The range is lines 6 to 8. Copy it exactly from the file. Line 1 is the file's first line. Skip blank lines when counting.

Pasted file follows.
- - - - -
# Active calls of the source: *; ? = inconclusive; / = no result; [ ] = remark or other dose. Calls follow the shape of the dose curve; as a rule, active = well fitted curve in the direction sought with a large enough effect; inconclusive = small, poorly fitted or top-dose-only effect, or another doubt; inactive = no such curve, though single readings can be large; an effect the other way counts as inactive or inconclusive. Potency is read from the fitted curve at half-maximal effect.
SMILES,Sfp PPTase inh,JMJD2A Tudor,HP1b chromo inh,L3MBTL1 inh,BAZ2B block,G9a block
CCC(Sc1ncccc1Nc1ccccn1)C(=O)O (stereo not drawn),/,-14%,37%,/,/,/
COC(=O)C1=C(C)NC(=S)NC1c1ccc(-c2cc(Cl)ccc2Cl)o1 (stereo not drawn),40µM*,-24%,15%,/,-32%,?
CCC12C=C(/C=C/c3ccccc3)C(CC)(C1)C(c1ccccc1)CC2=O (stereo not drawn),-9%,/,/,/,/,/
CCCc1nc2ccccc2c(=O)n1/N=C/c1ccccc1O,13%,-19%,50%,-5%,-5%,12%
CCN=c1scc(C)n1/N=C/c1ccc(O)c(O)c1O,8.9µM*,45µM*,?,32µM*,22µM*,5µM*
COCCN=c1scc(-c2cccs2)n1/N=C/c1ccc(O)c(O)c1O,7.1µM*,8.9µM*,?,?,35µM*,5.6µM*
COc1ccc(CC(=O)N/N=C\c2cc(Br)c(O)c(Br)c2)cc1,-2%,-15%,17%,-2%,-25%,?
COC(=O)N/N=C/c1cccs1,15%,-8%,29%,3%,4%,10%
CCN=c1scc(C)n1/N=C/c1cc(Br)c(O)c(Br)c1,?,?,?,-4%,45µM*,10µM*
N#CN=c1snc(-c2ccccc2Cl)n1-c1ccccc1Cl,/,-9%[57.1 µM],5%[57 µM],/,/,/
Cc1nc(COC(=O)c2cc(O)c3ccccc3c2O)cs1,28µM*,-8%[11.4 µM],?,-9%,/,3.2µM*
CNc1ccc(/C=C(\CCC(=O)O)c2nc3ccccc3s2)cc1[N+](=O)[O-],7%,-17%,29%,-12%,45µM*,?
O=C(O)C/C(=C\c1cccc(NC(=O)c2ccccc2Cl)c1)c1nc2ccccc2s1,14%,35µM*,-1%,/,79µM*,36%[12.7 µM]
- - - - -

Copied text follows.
CCCc1nc2ccccc2c(=O)n1/N=C/c1ccccc1O,13%,-19%,50%,-5%,-5%,12%
CCN=c1scc(C)n1/N=C/c1ccc(O)c(O)c1O,8.9µM*,45µM*,?,32µM*,22µM*,5µM*
COCCN=c1scc(-c2cccs2)n1/N=C/c1ccc(O)c(O)c1O,7.1µM*,8.9µM*,?,?,35µM*,5.6µM*